The gospels were written well after Jesus was a rotting corpse somewhere in the Middle East. The less than credible tales they tell about the guy have no evidence to support them!
bornofgod
Posts: 11,322
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3/21/2015 7:56:12 AM
Posted: 1 year ago
At 3/20/2015 7:41:11 PM, Envisage wrote:
The claim of the gospels by conservative Christians is that they are the message of God. However, when something is claimed to be the message of God, surely we can expect some basic things of such a text:

1. To be clearly divinely directed
2. To be clearly preserved to this day
3. To fulfil exceptional historical standards

You of course *can* attempt to argue otherwise, and indeed many have been, but this is clearly largely because they have been forced to, since the evidence we have simply does not meet what we would expect from the "Dovinely directed hypothesis", not by a country mile.

Preservation:
Gospels were distributed freely, and all of our manuscripts, including the earliest scraps of manuscripts contain significant differences. With interpolations and insertions rather obvious in the first few centuries. We simply do not know what some parts of the Gospels originally said, and probably can never know.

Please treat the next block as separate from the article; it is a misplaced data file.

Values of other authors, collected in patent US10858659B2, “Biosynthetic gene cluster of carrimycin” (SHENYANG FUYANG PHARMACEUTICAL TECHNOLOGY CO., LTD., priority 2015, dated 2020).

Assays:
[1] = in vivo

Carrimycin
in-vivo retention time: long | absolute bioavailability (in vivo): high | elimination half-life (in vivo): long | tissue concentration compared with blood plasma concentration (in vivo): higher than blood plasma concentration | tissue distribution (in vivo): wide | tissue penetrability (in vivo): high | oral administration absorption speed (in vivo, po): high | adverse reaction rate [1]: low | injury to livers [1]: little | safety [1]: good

While the theist *can* attempt to argue that scholarship will allow us to find the 'original' message, this largely misses the point. IF the Gospels were divinely directed, then surely we wouldn't wven need scholarship in the first place. This entire field should be unnecessary since God would ensure a perfect preservation - with no variants, early complete manuscripts with complete agreement, etc. One may say this is frivilous, but this is friggin God we are talking about, is he not omnipotent?

Gospel Writers
Matthew Mark and Luke clearly plagiarise each other to the extreme. Text is copied verbatim and intentionally changed. No intellectually honest Christian can claim otherwise, since a simple horizontal reason of a few stories can yield no other conclusion. Read parrallel text in Mark and Luke and you can see obvious places where Luke changes place names, people present. Etc. Clearly not something we would expect from something divinely directed.

Apologetics can attempt to square the circle here and attempt to marry these discrepancies, but in doing so leads to the most ad hoc position I have ever seen.

To make things worse, the Gospel of John closely mirrors the Gnostic traditions, with "I am the Lord" etc. Being extremely common in such texts. Clearly John a completely different theology. Perfect consistency is not what we have in the Gospels, especially comparing John to others.

Historical Standards
The Gospel writers are clearly not witnesses to the events. The language, socioeconomical, and time barriers make that virtually impossible on all but the most extreme conservative views. The accounts we have simply are not what we would expect of a divinely directed tradition, about the most important icon in history, Inferrences are made on the slimmest of evidences, with conjecture on conjecture in modern scholarship in order to salvage something respectable. All whilst missing the main problem. God, simply would not do this.